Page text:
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Cleanup continues after train carrying ‘potential contaminants’ derails into Yellowstone River in Montana

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(COLUMBUS, Mont.) — Cleanup is continuing at the site where a train carrying potentially hazardous materials derailed into the Yellowstone River in Montana, according to officials.

The incident left multiple tankers in the Yellowstone River and decimated the railroad portion of the Yellowstone Twin River Bridges in Stillwater County, Montana. Officials have not indicated whether the derailment caused the bridge to collapse or whether the collapse precipitated the derailment.

Three of the railcars that derailed were carrying hot asphalt, and four were carrying molten sulfur, KC Williams, the director of Emergency Management for Yellowstone County, told ABC News.

Two impacted railcars were also carrying sodium hydro sulfate, a corrosive substance, but those substances did not enter the river, according to Montana Rail Link.

The site work and remediation that began Saturday evening continued into Sunday, Montana Rail Link Public Information Officer Andy Garland said in a statement. Track repairs have been made, enabling access to begin cleanup of the affected cars, Garland said.

Transloading of the sodium hydrosulfide car closest to the river was underway on Sunday morning, Garland said. The car remains safely out of the water and there has been no release involving this material.

“We continue to closely monitor all releases involving molten sulfur and asphalt and mitigating any impacts to the site and surrounding area,” Garland said. “Both of these substances harden and solidify quickly when interacting with water and modeling suggests that significant downstream movement of material is unlikely.”

Water sampling also began on Saturday and will continue throughout the incident, Garland said.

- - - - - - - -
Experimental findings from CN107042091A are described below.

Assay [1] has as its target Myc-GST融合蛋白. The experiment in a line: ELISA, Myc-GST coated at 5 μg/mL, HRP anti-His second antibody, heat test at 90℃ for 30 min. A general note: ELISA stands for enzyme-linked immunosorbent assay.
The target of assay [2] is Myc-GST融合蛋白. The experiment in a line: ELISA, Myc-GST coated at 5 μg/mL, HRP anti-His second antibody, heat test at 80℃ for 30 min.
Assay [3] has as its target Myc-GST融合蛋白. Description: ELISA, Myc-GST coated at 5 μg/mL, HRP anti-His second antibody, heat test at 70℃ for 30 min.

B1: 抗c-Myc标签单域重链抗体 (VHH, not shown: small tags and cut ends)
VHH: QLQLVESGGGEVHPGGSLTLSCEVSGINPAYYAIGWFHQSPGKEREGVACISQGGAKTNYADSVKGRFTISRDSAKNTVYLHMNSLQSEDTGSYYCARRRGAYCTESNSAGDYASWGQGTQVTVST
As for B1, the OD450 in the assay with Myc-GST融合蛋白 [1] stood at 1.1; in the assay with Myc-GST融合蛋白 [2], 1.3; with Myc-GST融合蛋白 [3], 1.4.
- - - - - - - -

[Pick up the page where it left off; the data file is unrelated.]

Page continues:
Drinking water in Yellowstone County is not currently affected, Williams said.

“The safety of our employees and the public remains our top priority,” MRL said. “We are committed to addressing any potential impacts to the area as a result of this incident and working to understand the reasons behind the accident.”

Montana Rail Link said in a statement Saturday that the incident happened around 6:45 a.m. local time while the train was traveling westbound near the town of Reed Point. Several cars remain in the river, including several hazmat cars, the railroad operator said. No crew members were injured in the incident according to MRL.

The cause of the derailment is under investigation, the operator said, with MRL personnel and first responders onsite. Montana Disaster and Emergency Services and the Environmental Protection Agency’s National Response Center have been notified, MLR said.

“We continue to work closely with MT DEQ, EPA, and other local, state, and federal partners in our cleanup, removal and restoration efforts as a unified command,” Garland said on Sunday. “Montana Rail Link remains committed to addressing any potential impacts to the area as a result of this incident.”

Local residents told ABC News that the river was running high after heavy rainfall over the last month, including a storm the prior evening.

“It’s completely muddy, so it’s bringing a lot of material down with it,” said John Counter, who lives roughly two miles from the collapsed bridge. “It’s running full banks right now.”

Counter added that the bridge included a portion for car traffic, which was removed recently. Yellowstone Public Radio reported in 2021 that the section of the bridge was removed after erosion made it a risk to the public.

The incident at Twin Bridges Road between the towns of Reed Point and Columbus has led to the closure of some public access points to the Yellowstone and Stillwater Rivers, the Montana Department of Fish, Wildlife and Parks said Saturday.

State officials are advising the public to avoid parts of the Yellowstone River due to “potential contaminants.”

While there is no immediate threat to Yellowstone County, the sheriff’s office said, the incident left some residents concerned about the vulnerability of their chief water supply.

“All of our water comes through the river for our wells and our irrigation and everything,” Couch told ABC News. “So it gets a little concerning when you have toxic stuff coming into your wells.”

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